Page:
Category Archives: In Depth

Fitness for the older generation is a missed investment opportunity

With developed world populations ageing fast, you would think that entrepreneurs would be jumping at the opportunity to find new ways to cash in the silver dollar (pound, or euro, yen, etc).

The Covid-19 pandemic offers a big opportunity to do that – the key is for governments to act to facilitate it.

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ECB pays lip service to worries about inflating a housing bubble

The European Central Bank (ECB) raised its inflation target last week, at the same time going to great lengths to try to persuade people that it did not.

In the process, the central bank also stated that it will find a way to deal with an issue that is increasingly pressing: that of runaway house price inflation.

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A climate change accounting trick could save the planet

As more politicians become aware of the need to do something about climate change before we’re all swallowed by the oceans we came from, discussions are focusing on how to measure what countries are doing about it and what steps to take to contain it.

An accounting trick that could save the planet should perhaps be given more attention: adjusting each country’s gross domestic product data by the effect that particular country has on climate change.

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How to make renting attractive in the UK

Central banks have been busy saving the West from its own excesses since the great financial crisis of 2007, but in the process, they have made housing unaffordable for young people, particularly in the UK.

House prices have surged in many UK cities, with record low interest rates and money printing making homes more affordable for “investors” and less so for those who actually need them as places to live in, as opposed to assets to speculate on.

Despite record low mortgages and various subsidies, homeownership is increasingly unaffordable for a rising number of people.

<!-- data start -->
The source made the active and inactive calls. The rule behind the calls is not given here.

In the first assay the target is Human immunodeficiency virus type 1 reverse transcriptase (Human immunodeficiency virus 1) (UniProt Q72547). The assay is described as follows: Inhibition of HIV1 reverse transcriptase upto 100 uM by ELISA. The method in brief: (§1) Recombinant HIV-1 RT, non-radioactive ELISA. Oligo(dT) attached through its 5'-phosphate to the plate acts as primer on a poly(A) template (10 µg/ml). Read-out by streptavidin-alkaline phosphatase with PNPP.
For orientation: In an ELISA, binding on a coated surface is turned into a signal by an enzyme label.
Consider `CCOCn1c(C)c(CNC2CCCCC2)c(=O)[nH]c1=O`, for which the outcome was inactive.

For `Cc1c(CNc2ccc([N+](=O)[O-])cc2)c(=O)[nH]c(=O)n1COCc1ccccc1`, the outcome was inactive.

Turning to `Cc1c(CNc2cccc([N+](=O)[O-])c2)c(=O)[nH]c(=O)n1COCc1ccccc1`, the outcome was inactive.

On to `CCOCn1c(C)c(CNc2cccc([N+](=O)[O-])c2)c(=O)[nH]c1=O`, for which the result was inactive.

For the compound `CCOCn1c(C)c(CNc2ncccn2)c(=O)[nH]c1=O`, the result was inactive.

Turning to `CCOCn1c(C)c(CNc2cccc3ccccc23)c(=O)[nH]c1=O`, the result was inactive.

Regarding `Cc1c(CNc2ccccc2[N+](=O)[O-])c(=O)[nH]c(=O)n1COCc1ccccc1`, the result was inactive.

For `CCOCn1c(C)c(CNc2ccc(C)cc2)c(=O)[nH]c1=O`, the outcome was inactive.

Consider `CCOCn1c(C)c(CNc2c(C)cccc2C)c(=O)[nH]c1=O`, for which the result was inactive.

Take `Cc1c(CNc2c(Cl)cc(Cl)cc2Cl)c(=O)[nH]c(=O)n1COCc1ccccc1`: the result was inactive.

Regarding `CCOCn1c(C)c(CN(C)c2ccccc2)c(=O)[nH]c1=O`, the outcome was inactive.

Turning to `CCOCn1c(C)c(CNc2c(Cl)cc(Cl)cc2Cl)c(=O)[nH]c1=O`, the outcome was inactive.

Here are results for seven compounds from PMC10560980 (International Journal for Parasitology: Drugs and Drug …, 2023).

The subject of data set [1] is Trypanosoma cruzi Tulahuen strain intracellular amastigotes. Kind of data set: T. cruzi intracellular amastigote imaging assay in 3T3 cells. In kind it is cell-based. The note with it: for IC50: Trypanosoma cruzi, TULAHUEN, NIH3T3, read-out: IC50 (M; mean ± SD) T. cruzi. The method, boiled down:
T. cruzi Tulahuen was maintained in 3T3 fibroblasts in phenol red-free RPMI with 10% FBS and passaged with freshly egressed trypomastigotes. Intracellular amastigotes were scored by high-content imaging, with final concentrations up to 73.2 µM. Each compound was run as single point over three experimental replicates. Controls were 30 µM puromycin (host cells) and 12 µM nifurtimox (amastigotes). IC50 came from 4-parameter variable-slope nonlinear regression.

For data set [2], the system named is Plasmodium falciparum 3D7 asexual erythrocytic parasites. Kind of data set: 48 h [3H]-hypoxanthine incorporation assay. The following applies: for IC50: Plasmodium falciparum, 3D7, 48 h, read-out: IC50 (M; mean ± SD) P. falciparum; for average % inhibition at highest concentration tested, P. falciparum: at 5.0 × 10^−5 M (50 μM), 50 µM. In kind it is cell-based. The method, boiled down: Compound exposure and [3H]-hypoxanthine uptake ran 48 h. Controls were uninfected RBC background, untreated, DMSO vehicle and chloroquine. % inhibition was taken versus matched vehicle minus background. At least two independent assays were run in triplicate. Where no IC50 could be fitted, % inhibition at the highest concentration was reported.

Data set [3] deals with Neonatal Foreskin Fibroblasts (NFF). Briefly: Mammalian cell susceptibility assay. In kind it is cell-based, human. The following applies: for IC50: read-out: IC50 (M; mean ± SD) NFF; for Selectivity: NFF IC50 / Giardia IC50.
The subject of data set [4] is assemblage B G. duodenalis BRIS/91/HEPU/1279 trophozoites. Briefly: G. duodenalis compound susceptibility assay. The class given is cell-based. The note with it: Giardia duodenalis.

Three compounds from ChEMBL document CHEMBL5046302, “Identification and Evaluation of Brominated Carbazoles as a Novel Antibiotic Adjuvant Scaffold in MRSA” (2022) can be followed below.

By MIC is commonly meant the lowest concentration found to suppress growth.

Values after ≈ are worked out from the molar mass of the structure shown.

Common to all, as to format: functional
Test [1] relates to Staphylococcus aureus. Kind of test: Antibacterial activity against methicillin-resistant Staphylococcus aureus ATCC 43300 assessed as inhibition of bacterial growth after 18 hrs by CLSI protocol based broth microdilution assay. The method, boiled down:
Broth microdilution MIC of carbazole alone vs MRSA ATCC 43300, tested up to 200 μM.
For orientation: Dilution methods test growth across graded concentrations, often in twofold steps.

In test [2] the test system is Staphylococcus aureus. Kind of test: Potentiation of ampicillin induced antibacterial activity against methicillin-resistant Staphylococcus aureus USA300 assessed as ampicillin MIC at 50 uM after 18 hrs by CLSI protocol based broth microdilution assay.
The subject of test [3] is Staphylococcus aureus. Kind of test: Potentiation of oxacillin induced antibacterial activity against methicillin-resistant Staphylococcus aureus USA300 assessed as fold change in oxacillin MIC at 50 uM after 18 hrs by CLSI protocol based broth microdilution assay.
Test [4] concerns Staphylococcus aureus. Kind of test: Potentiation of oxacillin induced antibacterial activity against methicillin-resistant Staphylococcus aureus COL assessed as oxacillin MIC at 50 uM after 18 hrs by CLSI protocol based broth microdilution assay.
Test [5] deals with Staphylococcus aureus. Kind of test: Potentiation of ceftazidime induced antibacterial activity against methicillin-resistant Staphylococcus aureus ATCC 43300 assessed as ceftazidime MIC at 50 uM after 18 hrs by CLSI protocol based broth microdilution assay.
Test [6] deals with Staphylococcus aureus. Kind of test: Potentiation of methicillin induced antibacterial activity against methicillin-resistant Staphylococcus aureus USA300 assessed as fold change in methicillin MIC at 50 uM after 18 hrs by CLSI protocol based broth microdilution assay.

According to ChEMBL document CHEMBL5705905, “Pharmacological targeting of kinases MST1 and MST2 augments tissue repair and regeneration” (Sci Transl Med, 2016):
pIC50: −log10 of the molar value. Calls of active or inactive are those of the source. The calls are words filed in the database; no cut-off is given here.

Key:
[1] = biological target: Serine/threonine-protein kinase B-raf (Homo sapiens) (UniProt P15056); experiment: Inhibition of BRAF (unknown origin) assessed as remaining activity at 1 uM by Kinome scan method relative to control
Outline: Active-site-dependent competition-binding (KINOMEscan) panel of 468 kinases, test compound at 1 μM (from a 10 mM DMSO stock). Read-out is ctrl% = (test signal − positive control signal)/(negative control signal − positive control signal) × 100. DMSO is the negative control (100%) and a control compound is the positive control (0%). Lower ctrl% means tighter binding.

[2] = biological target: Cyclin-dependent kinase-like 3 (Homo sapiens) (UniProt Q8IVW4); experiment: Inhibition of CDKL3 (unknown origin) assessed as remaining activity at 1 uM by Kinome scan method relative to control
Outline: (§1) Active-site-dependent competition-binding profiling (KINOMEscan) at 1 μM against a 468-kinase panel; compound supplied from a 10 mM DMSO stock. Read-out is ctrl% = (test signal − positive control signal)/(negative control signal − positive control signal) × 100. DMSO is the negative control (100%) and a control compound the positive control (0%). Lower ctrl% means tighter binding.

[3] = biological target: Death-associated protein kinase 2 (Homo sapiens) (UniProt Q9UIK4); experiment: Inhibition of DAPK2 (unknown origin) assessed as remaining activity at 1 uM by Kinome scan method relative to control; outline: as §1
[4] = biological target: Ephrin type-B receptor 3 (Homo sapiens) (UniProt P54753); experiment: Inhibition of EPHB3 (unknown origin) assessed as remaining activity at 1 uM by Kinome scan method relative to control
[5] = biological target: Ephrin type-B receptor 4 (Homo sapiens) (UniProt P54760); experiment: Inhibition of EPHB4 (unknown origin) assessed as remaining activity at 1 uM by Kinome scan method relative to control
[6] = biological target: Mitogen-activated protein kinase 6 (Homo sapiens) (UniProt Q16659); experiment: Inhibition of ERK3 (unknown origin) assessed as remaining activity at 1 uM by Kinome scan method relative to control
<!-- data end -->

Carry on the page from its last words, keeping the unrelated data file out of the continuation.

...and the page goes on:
The consequence is deepening inequality, which makes the UK look more like a feudal, rather than modern, society.

One of the ways to tackle the so-called “housing crisis” would be to make renting an option perhaps as good, if not better, than buying a property.

Here are four ways in which the UK government could go about making renting a truly affordable option for young people in the UK – and a few of the reasons why it will never do it.

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Emerging markets face three major headwinds

Emerging market assets have enjoyed robust performance despite the Covid-19 pandemic, with investors attracted by their higher yields and faster economic growth prospects in these countries.

But three headwinds could cut short their growth spurt: rising interest rates, environmental, social and governance (ESG) issues and the retreat of globalisation.

These headwinds are converging at a very delicate time for global markets, and at least two of them could persist for a long time.

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The Fed starts a dangerous dance with the market

With baby steps, the Fed and other major central banks are beginning their journey back towards some semblance of normality.

This will be a big resilience test for a financial system which, for more than a decade, has relied on repeated rounds of monetary generosity. Continue reading

Mortgage guarantee could sow the seeds of trouble

The UK government awarded hard-working medical staff a meagre 1% pay rise in the most recent budget, all the while splashing out on yet another indirect subsidy for house prices: the mortgage guarantee.

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As goes January so goes the year? Earnings surprises underwhelm

The US earnings season is halfway through, and on the surface, it is full of good news. And yet, far from being cheered up by this, markets have been going down. Why is that?

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Pay emerging markets to help stop climate change

Among developed countries investors, there are various interpretations of the strength of the commitment to environmental, social and governance (ESG) factors in emerging markets, ranging from the cynical to the idealistic.

The cynical view would be that there can be no “real” ESG in emerging markets because too often they are plagued by corruption, therefore investors cannot trust what companies in these countries report.

The idealistic view, on the other hand, would see every little step towards introducing ESG as a wonderful sign that these countries are finally deciding to adopt the same values as Western democracies.

While both extremes are wrong, sadly even the moderate take misses the main difference between emerging markets and developed ones: the effect of development itself on ESG — and in particular on the “E”.

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Black box or Pandora’s box? Central bankers face dilemma

By Mirela Roman

This “like-no-other” Covid-19 pandemic is clearly a dangerously unique event, with ongoing severe economic and social consequences all around the globe. Nassim Taleb has famously described the Black Swan and more recently, BIS researchers pointed to the Green Swan in reference to the impact of climate change.

But the Covid-19 Swan is quite a combination of colours. It is an ongoing emergency situation, with fear often overcoming hope while anxiety heightens amid a decline in living standards.

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